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A Tale As Old As Time: Avoidance

Joe Vs. I Stink

Imagine you have somebody walking around with the idea that they aren’t good at anything. Let’s call him Joe. I’m not saying that Joe has the thought “I stink,” I’m saying “I stink” is the lens through which he views the world. Capital ‘I’ capital ‘S.’ I Stink is a concept that hounds him constantly, barking away in Joe’s mind and settling into the backdrop of anything he does. When Joe does something ‘good’ by an objective measure and is well-praised by others, I Stink is largely still there to take some of the sheen off of the accomplishment (“they’re just being nice, anyone could’ve done that”). Heaven forbid, when Joe does something ‘bad,’ I Stink roams freely amidst his mind, parading in pyrrhic victory as the “truth” has finally been revealed and the entire existence of I Stink validated and substantiated.

Joe’s relationship with I Stink is, perhaps understandably, of the antagonistic variety. He loathes I Stink and would do anything to have it go away. Joe figures that, logically, I Stink cannot survive if he cuts off its oxygen supply of his own stinkiness. So if all personal stinkiness is eliminated, then so is I Stink. We see Joe pushing himself in all aspects of his life, striving to achieve. He works hard in school. He makes great efforts to connect with and show kindness and compassion for others. He eats right and exercises. He goes after the most prestigious jobs. All in an effort to kill I Stink. What looks to anyone else like the behavior of a driven, ambitious, and good-natured individual are, to Joe, all fierce salvos against a sworn enemy. Joe’s entire life steadily becomes a means of proving or disproving I Stink – each intentional act, each encounter, and each decision becomes a referendum on who is winning the war. “My boss didn’t respond to my email,” (I Stink rises up) see, nobody respects you, and they think you’re terrible!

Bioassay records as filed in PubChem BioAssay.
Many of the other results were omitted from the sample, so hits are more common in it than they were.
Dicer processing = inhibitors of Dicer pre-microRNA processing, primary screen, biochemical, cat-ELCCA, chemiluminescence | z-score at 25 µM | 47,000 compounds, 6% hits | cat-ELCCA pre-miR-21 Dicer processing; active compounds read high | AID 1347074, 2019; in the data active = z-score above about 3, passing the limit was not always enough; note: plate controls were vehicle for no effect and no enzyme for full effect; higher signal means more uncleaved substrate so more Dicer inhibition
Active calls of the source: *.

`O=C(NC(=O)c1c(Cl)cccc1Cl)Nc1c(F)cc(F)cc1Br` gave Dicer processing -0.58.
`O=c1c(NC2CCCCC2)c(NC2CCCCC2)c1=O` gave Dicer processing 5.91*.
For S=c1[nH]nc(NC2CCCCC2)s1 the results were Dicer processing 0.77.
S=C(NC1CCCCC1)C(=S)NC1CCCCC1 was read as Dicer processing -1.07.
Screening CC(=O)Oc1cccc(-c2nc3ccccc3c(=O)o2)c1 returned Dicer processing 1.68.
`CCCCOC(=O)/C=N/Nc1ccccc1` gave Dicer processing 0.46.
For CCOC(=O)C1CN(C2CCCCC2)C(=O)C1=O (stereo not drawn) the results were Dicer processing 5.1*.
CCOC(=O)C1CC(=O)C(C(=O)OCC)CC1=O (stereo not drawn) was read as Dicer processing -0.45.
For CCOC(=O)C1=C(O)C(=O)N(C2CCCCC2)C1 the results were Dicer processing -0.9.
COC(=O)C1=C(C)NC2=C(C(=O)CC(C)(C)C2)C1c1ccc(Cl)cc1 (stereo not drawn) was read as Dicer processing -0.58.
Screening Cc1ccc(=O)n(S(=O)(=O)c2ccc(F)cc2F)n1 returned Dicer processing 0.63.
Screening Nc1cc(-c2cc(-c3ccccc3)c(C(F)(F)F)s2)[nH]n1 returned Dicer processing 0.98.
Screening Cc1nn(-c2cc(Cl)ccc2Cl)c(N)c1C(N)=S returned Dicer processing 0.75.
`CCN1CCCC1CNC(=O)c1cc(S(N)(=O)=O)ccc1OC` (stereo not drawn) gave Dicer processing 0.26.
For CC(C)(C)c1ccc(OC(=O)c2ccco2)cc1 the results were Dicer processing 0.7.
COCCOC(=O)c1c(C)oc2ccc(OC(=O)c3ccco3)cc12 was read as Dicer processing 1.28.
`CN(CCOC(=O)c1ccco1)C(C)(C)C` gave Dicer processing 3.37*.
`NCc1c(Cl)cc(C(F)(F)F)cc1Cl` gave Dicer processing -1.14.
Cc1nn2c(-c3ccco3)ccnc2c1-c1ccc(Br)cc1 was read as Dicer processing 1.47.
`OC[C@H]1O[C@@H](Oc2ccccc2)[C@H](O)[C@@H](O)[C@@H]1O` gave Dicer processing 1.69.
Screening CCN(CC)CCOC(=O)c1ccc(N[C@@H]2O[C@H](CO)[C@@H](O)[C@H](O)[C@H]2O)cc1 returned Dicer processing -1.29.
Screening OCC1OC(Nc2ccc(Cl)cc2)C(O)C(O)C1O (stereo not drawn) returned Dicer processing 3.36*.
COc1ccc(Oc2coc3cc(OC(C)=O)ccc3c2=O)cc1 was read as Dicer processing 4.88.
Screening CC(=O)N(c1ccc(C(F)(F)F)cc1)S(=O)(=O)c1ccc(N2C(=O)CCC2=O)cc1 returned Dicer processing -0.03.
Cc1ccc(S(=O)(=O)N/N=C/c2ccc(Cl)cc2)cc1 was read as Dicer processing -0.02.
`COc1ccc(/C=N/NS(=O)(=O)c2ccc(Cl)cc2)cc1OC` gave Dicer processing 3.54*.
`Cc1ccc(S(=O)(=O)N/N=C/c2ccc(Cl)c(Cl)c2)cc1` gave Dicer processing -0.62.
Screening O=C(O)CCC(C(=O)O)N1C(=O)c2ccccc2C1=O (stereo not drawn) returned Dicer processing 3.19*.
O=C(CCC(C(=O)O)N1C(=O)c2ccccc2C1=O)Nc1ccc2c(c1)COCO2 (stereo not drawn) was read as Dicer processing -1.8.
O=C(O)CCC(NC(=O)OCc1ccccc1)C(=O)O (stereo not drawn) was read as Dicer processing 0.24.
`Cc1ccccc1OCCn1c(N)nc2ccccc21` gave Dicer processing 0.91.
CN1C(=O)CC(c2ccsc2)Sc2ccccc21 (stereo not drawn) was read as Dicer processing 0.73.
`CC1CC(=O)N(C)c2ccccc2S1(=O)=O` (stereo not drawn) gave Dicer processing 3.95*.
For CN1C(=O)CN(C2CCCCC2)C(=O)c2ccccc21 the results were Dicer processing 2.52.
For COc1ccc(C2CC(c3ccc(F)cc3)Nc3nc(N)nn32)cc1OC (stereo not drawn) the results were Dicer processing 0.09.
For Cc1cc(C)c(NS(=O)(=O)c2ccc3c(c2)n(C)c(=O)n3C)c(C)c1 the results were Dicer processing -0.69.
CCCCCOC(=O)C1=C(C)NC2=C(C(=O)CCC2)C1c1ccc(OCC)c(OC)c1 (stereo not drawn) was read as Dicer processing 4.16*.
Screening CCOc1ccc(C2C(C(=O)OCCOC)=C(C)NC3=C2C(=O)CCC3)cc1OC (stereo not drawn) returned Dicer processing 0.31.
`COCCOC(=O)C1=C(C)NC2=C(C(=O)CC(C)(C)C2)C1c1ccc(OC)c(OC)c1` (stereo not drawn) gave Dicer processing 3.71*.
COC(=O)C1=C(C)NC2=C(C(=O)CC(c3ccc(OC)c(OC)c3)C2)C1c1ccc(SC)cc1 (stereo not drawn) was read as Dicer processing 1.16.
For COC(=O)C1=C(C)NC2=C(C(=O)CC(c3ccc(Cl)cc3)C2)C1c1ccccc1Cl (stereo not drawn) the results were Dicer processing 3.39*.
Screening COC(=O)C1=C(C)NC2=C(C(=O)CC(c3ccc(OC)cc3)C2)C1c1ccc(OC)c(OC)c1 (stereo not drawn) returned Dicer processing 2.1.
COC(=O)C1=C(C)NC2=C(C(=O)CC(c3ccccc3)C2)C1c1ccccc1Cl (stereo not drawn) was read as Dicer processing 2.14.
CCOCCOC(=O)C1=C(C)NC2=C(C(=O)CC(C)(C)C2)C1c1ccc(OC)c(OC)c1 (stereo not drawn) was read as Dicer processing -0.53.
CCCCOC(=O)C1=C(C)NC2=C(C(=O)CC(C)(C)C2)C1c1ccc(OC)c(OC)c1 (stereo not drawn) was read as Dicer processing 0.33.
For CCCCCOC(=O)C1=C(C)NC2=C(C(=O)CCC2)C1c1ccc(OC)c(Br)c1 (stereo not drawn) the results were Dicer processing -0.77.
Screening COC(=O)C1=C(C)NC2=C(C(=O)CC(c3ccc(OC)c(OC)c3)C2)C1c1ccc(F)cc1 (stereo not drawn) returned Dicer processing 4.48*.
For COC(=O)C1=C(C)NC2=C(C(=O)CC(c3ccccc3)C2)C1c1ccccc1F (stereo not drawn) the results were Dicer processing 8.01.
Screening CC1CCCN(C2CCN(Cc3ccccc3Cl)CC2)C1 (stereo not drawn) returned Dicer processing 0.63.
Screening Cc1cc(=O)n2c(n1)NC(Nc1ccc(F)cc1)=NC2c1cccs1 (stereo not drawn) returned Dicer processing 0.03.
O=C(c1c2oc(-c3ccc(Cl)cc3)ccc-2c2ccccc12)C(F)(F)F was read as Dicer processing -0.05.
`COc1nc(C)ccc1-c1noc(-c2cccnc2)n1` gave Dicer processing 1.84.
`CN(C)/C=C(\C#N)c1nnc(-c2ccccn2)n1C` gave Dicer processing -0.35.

Let’s flip the situation and imagine that Joe gets positive feedback from interacting with his boss. This is perhaps one of those rare moments when I Stink has no response, nothing that can be said to undermine Joe’s victory in this particular battle. Does Joe feel a sense of self-satisfaction, accomplishment, excitement, and happiness? Probably not. Remember, this is but one battle in a long-standing war. He feels a sense of relief and not much else. There is no joy but rather a sense that he has dodged a bullet. Soon after, it is time to steel himself for the next foray. All he wants to do is relax, but I Stink is quick to remind him that there is no rest for the weary.

When we talk about treating OCD and anxiety disorders, much of the conversation centers around not avoiding stuff. This is hugely important and central to our work. However, I work with many people who feel like they are doing too much. They are typically high-achieving, self-described “perfectionists” who push themselves to approach every challenge to their fullest extent.

In these cases, the avoidance is more subtle. As in the above example, sometimes folks like this behave this way to avoid the experience that they might not be doing enough and resultant feelings of self-doubt, guilt, and shame. The good news is that such experiences are common to being human, and we can learn skills and perspectives on these feelings that help us navigate them and move toward what is important to us. Further still, this can be done without needing to “lower your standards” or otherwise compromise your vision for your life.


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